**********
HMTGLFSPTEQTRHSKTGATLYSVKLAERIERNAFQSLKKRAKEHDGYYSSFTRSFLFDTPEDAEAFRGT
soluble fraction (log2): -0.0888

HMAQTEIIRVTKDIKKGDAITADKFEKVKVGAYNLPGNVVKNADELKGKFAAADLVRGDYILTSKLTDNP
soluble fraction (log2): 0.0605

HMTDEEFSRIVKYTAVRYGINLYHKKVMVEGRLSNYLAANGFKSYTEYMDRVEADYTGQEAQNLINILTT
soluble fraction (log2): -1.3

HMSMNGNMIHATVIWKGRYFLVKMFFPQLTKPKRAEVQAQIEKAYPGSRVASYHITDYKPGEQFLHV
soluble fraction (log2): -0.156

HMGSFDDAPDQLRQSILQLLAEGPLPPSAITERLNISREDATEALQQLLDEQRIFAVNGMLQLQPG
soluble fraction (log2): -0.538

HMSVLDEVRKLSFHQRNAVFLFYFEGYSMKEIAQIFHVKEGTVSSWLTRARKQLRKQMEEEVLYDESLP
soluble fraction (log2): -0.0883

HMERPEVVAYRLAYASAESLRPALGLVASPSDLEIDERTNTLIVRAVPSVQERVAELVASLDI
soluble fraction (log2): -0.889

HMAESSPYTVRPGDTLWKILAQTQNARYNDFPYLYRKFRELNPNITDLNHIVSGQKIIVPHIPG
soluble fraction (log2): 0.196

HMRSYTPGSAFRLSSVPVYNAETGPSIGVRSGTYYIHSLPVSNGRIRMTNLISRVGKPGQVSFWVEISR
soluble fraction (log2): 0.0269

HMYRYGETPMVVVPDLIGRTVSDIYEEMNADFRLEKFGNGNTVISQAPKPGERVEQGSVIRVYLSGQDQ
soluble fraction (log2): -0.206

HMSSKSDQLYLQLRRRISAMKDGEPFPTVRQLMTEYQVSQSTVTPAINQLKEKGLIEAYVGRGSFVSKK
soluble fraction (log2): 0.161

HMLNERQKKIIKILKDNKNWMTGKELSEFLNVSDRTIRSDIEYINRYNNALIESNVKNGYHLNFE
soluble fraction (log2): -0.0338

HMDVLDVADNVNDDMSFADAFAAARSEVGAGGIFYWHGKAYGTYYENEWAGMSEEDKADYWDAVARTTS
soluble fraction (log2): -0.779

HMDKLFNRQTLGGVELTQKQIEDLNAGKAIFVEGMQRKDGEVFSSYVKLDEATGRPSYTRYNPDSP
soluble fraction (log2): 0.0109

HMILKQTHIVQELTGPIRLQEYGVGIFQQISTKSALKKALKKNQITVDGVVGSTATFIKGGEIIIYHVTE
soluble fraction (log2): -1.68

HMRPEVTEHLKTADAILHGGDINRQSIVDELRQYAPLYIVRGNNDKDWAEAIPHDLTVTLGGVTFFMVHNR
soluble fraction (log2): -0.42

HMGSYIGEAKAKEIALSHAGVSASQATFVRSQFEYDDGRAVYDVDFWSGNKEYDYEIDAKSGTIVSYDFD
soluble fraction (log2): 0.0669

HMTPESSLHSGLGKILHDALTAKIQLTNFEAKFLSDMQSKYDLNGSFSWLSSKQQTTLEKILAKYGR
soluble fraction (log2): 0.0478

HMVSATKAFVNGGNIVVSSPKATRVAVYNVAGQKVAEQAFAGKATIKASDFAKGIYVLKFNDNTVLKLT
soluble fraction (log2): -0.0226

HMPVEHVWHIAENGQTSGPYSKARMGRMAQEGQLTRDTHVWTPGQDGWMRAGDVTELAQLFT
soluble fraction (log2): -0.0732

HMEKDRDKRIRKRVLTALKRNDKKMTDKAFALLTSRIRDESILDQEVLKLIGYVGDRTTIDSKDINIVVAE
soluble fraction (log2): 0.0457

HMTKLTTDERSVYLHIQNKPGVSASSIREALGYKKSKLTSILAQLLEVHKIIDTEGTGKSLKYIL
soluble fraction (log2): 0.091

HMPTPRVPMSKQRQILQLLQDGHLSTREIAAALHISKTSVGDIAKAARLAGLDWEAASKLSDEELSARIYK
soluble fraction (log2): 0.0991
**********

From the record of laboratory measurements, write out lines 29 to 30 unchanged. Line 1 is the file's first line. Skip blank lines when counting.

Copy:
HMILKQTHIVQELTGPIRLQEYGVGIFQQISTKSALKKALKKNQITVDGVVGSTATFIKGGEIIIYHVTE
soluble fraction (log2): -1.68